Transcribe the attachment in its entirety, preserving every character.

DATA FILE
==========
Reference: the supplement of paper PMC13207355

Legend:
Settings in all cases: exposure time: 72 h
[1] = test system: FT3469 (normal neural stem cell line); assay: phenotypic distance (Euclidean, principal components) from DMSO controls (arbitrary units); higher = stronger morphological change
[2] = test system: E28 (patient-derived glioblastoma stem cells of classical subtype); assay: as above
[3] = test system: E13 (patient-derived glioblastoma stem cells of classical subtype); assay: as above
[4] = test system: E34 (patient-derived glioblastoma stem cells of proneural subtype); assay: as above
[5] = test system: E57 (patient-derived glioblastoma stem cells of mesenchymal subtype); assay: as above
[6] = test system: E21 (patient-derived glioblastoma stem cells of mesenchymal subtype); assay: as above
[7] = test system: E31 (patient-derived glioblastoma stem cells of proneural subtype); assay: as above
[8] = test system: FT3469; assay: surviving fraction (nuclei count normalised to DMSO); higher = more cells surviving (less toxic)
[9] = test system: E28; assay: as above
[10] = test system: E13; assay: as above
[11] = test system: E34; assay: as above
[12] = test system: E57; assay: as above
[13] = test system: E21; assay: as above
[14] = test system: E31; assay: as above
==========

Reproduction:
Reference: the supplement of paper PMC13207355

Legend:
Settings in all cases: exposure time: 72 h
[1] = test system: FT3469 (normal neural stem cell line); assay: phenotypic distance (Euclidean, principal components) from DMSO controls (arbitrary units); higher = stronger morphological change
[2] = test system: E28 (patient-derived glioblastoma stem cells of classical subtype); assay: as above
[3] = test system: E13 (patient-derived glioblastoma stem cells of classical subtype); assay: as above
[4] = test system: E34 (patient-derived glioblastoma stem cells of proneural subtype); assay: as above
[5] = test system: E57 (patient-derived glioblastoma stem cells of mesenchymal subtype); assay: as above
[6] = test system: E21 (patient-derived glioblastoma stem cells of mesenchymal subtype); assay: as above
[7] = test system: E31 (patient-derived glioblastoma stem cells of proneural subtype); assay: as above
[8] = test system: FT3469; assay: surviving fraction (nuclei count normalised to DMSO); higher = more cells surviving (less toxic)
[9] = test system: E28; assay: as above
[10] = test system: E13; assay: as above
[11] = test system: E34; assay: as above
[12] = test system: E57; assay: as above
[13] = test system: E21; assay: as above
[14] = test system: E31; assay: as above